AIDS has become a huge problem for the southern part of America.
America has put a lot of effort into educating today’s society on safe sex practices and coming up with a new generation of pharmeceuticals. Because of this effort, many Americans have begun to believe that the AIDS problem has been, if not solved, at least addressed. However, this is not the case for some southern American states. According to Los Angeles Times, these states make up 50% of all new HIV infections within the United States.
The South has the highest rate of deaths involving HIV in the United States. They also have the highest amount of teens and adults living with HIV, and sadly the fewest amout of resources to fight the epidemic. The horrible disease seems to be concentrated, for the most part, in poor minority communities. Unfortunately, by the time most of these HIV cases are diagnosed, they have already developed into full-fledged AIDS. This is unfortunate because by the time HIV has developed into full-fledged AIDS, treatment is much less effective. AIDS treatment is not easy to come by either. Thousands of people living with the virus are unable to get the medication they need. These people wait for slots to open up in state AIDS drug assistance programs. President Obama has recently spoken out and pledged to get rid of the waiting lists, so that these AIDS patients can get the treatment they need without the wait.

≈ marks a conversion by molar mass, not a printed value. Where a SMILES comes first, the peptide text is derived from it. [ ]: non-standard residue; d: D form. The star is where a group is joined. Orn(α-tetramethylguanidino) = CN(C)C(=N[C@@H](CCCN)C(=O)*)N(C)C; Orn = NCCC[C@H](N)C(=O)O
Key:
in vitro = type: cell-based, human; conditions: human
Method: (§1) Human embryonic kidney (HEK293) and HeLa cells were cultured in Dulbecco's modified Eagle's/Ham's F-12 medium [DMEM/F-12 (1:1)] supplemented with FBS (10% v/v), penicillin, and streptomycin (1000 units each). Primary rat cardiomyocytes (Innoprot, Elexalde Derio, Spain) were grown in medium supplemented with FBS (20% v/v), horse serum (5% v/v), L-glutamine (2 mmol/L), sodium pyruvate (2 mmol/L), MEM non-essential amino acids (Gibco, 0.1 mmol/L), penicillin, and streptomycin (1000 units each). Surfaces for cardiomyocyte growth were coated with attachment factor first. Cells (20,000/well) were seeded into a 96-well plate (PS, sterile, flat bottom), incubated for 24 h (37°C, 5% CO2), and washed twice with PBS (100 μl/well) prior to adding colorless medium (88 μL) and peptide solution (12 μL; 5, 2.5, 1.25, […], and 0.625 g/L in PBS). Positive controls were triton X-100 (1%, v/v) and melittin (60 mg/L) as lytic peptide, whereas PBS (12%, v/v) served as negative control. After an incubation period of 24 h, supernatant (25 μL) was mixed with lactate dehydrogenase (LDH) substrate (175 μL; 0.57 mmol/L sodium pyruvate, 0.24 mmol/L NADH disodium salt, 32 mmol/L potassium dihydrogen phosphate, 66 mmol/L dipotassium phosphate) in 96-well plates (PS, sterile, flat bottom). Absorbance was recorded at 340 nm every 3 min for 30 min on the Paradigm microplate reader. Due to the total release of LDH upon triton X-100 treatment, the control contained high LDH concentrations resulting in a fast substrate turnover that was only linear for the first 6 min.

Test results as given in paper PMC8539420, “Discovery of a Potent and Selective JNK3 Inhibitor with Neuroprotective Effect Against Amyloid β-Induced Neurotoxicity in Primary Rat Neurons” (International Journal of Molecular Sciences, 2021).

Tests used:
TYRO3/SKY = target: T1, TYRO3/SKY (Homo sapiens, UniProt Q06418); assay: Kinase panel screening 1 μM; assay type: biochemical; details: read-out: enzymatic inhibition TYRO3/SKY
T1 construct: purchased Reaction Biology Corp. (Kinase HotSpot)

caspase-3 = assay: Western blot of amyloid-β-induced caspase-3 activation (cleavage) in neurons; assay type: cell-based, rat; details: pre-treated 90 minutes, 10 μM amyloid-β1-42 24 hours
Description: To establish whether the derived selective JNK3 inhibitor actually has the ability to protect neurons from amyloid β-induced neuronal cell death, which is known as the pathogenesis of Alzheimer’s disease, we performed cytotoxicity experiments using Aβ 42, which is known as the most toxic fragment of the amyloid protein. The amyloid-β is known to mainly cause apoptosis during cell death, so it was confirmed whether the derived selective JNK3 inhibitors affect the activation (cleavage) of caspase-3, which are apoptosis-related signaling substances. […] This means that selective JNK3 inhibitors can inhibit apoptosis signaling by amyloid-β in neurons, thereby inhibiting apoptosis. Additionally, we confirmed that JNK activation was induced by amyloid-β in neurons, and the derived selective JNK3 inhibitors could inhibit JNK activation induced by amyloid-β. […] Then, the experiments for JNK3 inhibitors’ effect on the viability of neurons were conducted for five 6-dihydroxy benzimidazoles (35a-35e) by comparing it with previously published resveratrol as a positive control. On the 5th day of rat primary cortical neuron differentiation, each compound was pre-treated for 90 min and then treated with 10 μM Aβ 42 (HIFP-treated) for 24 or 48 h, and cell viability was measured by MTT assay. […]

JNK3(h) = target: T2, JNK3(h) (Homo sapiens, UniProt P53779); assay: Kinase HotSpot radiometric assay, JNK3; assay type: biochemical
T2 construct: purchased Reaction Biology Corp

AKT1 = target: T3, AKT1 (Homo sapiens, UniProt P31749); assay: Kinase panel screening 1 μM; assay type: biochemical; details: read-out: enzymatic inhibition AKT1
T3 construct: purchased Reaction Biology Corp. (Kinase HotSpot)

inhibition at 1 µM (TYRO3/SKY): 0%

Mississippi has the highest AIDS death rate in America with it being 60% higher than the national average, and sadly about half of the people who know they are living with the AIDS virus are not geting the treatment they need. This is about the same percentage of untreated AIDS patience as it is in Ethiopia.
Public health workers and researchers from around the world are meeting for the annual International AIDS Conference in Washington D.C. this week. This will be the first time in 22 years that the conference has been held in the United States.